Jump to content

Tiny Encryption Algorithm

From Wikipedia, the free encyclopedia

Two Feistel rounds (one cycle) of TEA[1]
DesignersRoger Needham, David Wheeler
First published1994
Cipher detail
Key sizes128 bits
Block sizes64 bits
StructureFeistel network
Roundsvariable; recommended 64 Feistel rounds (32 cycles)
Best public cryptanalysis
TEA suffers from equivalent keys (see text; Kelsey et al., 1996) and can be broken using a related-key attack requiring 223 chosen plaintexts and a time complexity of 232.[2] The best structural cryptanalysis of TEA in the standard single secret key setting is the zero-correlation cryptanalysis breaking 21 rounds in 2121.5 time with less than the full code book [3]

In cryptography, the Tiny Encryption Algorithm (TEA) is a block cipher notable for its simplicity of description and implementation, typically a few lines of code. It was designed by David Wheeler and Roger Needham of the Cambridge Computer Laboratory; it was first presented at the Fast Software Encryption workshop in Leuven in 1994, and first published in the proceedings of that workshop.[4]

The cipher is not subject to any patents.


TEA operates on two 32-bit unsigned integers (could be derived from a 64-bit data block) and uses a 128-bit key. It has a Feistel structure with a suggested 64 rounds, typically implemented in pairs termed cycles. It has an extremely simple key schedule, mixing all of the key material in exactly the same way for each cycle. Different multiples of a magic constant are used to prevent simple attacks based on the symmetry of the rounds. The magic constant, 2654435769 or 0x9E3779B9 is chosen to be ⌊232𝜙⌋, where 𝜙 is the golden ratio (as a nothing-up-my-sleeve number).[4]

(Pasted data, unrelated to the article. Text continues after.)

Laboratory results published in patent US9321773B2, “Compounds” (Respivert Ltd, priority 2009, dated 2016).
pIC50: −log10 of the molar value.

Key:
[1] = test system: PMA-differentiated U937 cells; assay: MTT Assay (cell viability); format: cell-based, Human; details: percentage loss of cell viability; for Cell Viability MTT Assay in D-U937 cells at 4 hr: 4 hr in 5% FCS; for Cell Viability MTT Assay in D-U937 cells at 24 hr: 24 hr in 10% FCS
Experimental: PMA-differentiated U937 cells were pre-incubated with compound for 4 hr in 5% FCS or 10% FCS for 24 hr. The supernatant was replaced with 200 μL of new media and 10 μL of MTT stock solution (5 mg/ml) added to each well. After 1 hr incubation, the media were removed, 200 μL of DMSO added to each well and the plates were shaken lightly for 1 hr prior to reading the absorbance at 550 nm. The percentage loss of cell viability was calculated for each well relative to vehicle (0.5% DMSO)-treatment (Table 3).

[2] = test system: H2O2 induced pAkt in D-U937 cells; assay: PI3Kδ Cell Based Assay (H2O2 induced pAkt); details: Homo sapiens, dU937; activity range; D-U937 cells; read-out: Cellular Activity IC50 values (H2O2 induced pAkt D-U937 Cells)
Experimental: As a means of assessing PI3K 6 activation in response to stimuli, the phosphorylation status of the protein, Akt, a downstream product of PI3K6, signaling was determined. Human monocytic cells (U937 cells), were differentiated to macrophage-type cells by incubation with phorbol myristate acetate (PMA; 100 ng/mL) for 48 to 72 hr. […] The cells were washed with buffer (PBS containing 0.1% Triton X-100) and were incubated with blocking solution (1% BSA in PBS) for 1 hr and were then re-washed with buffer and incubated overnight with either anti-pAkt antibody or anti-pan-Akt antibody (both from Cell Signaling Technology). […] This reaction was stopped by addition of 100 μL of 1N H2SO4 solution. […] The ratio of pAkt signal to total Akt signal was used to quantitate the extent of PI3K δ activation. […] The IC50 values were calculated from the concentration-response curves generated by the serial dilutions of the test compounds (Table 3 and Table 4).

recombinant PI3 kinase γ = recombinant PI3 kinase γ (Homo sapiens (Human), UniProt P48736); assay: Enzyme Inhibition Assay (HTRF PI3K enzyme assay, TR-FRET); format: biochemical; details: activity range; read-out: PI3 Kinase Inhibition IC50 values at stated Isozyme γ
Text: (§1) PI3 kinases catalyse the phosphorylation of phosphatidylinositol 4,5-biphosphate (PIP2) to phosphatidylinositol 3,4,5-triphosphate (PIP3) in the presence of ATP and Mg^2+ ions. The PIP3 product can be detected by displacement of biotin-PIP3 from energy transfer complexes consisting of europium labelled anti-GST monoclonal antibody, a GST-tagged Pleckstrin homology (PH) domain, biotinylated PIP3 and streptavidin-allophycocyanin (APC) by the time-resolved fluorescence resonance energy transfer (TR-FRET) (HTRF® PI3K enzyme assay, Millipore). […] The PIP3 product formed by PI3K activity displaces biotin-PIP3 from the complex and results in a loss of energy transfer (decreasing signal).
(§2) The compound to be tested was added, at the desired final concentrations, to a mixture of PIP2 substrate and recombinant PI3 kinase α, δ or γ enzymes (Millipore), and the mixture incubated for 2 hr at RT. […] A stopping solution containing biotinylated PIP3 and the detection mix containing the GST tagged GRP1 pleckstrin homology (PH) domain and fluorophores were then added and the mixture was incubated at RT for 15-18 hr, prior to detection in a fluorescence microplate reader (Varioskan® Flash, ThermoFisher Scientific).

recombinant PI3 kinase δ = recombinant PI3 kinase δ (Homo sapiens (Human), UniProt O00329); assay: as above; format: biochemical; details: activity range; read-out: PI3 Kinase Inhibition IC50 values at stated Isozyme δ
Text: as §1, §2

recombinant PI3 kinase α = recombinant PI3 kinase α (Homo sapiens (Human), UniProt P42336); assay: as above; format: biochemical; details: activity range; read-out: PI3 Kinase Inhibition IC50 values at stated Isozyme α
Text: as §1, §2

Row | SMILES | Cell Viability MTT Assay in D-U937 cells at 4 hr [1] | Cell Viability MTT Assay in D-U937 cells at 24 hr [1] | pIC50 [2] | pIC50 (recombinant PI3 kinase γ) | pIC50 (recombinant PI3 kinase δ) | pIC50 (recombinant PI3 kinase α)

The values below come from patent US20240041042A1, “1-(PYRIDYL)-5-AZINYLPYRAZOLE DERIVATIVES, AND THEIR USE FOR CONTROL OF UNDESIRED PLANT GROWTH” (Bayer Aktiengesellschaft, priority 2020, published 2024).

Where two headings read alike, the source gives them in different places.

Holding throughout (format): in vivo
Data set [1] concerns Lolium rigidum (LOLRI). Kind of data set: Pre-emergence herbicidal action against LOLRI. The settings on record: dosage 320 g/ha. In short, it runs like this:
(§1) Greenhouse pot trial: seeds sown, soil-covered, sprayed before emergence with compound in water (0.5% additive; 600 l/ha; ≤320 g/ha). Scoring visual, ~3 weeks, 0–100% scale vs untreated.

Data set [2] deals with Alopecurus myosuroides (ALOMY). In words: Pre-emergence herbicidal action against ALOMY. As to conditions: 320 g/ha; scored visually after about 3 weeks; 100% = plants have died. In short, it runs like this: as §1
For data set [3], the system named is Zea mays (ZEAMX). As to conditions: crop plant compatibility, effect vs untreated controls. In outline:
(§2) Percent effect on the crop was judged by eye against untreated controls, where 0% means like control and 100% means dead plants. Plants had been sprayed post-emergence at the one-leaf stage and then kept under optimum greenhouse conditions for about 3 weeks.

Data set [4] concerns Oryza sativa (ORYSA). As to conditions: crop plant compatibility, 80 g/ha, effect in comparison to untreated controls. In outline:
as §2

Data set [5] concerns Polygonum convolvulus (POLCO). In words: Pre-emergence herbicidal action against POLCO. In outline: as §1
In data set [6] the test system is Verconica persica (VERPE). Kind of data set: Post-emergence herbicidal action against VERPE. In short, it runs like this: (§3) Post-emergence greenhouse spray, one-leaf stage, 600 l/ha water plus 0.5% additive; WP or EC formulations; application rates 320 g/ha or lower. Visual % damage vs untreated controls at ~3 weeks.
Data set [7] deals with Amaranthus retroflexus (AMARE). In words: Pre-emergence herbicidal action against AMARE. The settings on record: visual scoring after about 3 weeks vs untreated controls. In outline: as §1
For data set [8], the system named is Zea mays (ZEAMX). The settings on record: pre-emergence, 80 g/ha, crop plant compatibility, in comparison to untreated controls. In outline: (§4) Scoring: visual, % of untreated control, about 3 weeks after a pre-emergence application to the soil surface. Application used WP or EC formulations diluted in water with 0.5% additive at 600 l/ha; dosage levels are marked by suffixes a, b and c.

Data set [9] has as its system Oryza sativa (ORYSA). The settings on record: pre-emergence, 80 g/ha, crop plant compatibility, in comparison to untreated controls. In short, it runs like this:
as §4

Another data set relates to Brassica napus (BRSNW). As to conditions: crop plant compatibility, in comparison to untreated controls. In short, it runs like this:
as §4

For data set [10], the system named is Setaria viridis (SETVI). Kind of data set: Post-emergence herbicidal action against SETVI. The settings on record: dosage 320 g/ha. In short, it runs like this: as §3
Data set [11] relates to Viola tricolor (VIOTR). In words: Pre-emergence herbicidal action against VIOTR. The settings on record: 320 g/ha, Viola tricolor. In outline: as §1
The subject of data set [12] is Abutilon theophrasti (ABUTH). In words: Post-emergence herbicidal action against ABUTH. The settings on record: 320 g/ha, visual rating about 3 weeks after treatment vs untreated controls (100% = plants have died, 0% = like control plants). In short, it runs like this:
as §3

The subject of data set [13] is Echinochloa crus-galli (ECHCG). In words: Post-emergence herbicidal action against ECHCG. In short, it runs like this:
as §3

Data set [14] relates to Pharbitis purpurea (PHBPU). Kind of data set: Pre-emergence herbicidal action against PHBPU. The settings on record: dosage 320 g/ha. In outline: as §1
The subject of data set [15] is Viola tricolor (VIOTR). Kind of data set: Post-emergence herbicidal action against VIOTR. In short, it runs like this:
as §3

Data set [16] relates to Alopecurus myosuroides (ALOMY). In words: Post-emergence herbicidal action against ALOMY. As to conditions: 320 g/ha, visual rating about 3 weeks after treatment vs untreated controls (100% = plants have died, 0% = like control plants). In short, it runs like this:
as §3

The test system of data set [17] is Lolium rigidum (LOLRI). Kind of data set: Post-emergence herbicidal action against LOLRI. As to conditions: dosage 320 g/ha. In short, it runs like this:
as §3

TEA has a few weaknesses. Most notably, it suffers from equivalent keys—each key is equivalent to three others, which means that the effective key size is only 126 bits.[5] As a result, TEA is especially bad as a cryptographic hash function. This weakness led to a method for hacking Microsoft's Xbox game console, where the cipher was used as a hash function.[6] TEA is also susceptible to a related-key attack which requires 223 chosen plaintexts under a related-key pair, with 232 time complexity.[2] Because of these weaknesses, the XTEA cipher was designed.


The first published version of TEA was supplemented by a second version that incorporated extensions to make it more secure. Block TEA (which was specified along with XTEA) operates on arbitrary-size blocks in place of the 64-bit blocks of the original.

A third version (XXTEA), published in 1998, described further improvements for enhancing the security of the Block TEA algorithm.

Reference code[edit]

Following is an adaptation of the reference encryption and decryption routines in C, released into the public domain by David Wheeler and Roger Needham:[4]

#include <stdint.h>

void encrypt (uint32_t v[2], const uint32_t k[4]) {
    uint32_t v0=v[0], v1=v[1], sum=0, i;           /* set up */
    uint32_t delta=0x9E3779B9;                     /* a key schedule constant */